Nonlinear nanoelectronic devices operating at room temperature

  • Arun Singh

Student thesis: Phd


Innovative nanoelectronic device concepts that are beyond the scaling limits of silicon technology can have applications in future generation computations and communications, medical and security imaging, radio astronomy, etc. In particular, these devices may achieve a very high speed well beyond those of the conventional semiconductor devices. A variety of novel devices have recently been proposed including the ballistic rectifier and self-switching device (SSD). Compared with conventional rectifying diodes, both devices are based on entirely new working principles since they do not require any p-n junction or barrier structures. As a result, zero threshold voltage can be achieved, eliminating the need for a bias circuit. The planar nature of these devices means that the electrodes are placed side by side rather than on top of each other, which greatly reduces the parasitic capacitance and enables THz (1 THz = 1,000 GHz) speeds at room temperature. Despite previous work on the novel device working principles and high-speed operation, the devices have only been fabricated using conventional semiconductors. Furthermore, the research on their noise properties is so far very limited even though the device noise figures are almost as important as the speed when used as THz detectors. Manchester is the birthplace of graphene and both novel nanodevices have single-layered architecture, which is ideally-suited to use graphene as the active layer. Since the device speed generally scales with the carrier mobility, graphene based ballistic rectifiers and SSDs are expected to operate at THz frequencies. In this work, both mechanically exfoliated graphene flakes and chemical-vapour deposited graphene films have been used to fabricate the nanodevices for the first time. Their DC and radio-frequency performance have been characterised. Properties of graphene are strongly influenced by its immediate surroundings including any adsorbed molecules, interaction with the supporting substrate due to its large surface to volume ratio. Here, back-gate voltage induced hysteresis of electrical transport under normal atmospheric conditions is systematically investigated. Time-domain DC measurement and short pulse characterisation technique were employed to develop the understanding of such mechanisms, which will help to improve the stability and the reliability of graphene device properties.Finally, the noise properties of the ballistic rectifier were studied. Both thermal noise and flicker noise have been characterised. The findings have been discussed in the context of the mobility fluctuation based Hooge's empirical relation. A physical model was also constructed on the noise of a narrow constriction, and the obtained analytical expression may be applicable to a wide range of nanodevices that consist of point-contact-like structures.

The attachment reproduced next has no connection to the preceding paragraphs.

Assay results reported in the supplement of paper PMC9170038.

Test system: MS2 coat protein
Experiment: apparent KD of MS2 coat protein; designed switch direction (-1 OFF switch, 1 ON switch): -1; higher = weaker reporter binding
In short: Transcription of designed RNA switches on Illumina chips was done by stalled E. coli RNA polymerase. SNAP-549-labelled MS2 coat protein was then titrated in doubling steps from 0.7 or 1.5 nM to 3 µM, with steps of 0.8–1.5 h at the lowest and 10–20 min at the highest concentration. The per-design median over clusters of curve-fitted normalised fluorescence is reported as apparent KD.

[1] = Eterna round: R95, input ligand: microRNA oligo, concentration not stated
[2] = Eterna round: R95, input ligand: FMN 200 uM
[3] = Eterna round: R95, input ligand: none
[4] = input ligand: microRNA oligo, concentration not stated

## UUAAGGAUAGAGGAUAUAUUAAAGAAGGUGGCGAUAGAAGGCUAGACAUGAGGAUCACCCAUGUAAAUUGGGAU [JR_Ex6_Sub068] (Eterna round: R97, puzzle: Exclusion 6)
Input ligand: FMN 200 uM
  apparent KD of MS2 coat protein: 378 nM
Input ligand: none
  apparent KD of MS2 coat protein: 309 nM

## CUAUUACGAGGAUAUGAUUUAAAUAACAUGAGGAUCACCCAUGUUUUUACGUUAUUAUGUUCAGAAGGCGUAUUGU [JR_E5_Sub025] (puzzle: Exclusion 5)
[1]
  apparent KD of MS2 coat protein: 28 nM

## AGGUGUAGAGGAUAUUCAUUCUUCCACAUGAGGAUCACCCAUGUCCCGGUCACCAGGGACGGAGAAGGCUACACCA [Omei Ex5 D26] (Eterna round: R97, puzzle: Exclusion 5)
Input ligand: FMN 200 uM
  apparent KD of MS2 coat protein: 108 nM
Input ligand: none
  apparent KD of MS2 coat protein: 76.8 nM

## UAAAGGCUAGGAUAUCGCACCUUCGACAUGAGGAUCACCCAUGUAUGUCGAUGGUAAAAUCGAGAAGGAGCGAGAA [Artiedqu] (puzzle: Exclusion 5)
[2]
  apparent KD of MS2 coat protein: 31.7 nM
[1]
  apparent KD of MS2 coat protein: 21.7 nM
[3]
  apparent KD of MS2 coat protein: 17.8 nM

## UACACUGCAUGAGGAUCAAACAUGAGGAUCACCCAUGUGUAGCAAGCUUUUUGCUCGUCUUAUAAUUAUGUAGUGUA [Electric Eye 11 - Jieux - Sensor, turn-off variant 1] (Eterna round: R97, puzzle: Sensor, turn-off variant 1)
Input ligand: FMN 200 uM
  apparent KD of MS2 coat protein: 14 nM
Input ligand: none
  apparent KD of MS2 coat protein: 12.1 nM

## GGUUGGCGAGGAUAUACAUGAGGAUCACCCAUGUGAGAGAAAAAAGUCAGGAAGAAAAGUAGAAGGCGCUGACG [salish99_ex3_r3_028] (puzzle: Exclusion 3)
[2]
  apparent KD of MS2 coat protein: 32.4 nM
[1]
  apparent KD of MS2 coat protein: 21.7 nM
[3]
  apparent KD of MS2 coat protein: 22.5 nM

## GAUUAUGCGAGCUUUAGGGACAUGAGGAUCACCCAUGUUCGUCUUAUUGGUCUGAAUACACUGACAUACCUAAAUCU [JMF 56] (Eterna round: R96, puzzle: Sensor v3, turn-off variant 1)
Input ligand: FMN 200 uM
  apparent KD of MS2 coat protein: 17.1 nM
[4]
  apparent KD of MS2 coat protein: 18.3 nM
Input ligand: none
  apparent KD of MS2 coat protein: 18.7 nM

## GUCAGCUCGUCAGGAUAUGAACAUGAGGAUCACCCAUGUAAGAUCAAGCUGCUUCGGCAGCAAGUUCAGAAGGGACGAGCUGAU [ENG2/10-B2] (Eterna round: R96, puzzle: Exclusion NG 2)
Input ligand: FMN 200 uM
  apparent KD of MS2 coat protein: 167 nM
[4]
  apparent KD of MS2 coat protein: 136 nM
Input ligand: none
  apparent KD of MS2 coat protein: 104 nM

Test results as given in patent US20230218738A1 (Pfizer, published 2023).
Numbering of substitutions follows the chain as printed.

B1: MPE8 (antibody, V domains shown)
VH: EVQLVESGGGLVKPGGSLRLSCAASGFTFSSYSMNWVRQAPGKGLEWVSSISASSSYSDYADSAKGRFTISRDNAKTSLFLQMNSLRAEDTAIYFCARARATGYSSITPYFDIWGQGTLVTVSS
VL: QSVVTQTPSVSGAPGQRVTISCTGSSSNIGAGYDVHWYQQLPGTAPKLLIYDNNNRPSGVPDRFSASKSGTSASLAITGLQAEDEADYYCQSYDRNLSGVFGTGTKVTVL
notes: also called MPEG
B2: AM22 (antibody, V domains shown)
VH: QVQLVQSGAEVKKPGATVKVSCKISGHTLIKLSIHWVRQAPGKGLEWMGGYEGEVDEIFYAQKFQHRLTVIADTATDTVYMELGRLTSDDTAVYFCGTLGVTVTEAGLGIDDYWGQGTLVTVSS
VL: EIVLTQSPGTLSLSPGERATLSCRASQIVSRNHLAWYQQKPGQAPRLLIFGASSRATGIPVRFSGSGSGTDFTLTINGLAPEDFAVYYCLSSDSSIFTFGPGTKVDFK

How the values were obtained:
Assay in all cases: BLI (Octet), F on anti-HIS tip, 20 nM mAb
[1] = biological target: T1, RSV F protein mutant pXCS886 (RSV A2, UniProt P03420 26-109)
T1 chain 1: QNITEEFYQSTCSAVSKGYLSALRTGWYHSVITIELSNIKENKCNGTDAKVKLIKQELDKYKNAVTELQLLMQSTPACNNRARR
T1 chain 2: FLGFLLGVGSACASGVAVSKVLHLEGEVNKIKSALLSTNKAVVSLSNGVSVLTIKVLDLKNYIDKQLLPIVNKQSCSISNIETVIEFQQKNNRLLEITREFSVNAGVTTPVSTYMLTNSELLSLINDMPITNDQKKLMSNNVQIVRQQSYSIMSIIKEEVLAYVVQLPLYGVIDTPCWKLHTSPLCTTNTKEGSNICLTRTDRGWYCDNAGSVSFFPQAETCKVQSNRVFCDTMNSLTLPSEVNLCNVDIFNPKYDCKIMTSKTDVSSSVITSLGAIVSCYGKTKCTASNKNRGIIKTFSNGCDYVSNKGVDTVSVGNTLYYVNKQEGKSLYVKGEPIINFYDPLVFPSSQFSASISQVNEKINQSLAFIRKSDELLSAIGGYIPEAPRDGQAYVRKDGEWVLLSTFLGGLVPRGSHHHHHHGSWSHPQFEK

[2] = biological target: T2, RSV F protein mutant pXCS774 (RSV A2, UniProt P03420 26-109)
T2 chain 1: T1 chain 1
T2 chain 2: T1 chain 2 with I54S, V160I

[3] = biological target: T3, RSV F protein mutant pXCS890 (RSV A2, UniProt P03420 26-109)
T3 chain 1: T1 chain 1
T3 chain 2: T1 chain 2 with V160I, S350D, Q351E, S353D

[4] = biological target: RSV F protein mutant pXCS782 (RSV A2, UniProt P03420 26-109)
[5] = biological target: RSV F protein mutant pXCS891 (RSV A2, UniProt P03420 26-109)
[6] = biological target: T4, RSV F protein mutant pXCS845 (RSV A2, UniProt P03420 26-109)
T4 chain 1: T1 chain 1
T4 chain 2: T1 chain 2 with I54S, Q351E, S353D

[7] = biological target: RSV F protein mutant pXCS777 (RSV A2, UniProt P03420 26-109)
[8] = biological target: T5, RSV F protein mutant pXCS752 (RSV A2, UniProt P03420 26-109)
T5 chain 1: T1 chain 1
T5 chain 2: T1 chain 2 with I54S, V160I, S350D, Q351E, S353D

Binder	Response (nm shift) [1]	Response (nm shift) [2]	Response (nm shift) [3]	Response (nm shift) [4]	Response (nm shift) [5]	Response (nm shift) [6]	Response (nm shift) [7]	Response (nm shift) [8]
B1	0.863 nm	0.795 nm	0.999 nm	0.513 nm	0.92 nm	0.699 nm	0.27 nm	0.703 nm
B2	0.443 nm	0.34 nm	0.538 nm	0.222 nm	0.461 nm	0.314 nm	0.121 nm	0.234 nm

Date of Award1 Aug 2014
Original languageEnglish
Awarding Institution
  • The University of Manchester
SupervisorAimin Song (Supervisor)


  • Microwave detector
  • SSD
  • Nonlinear nanoelectronic device
  • Flicker noise
  • Hysteresis
  • THz detector
  • Graphene
  • Self-switching device
  • Ballistic rectifier
  • Low-frequency noise

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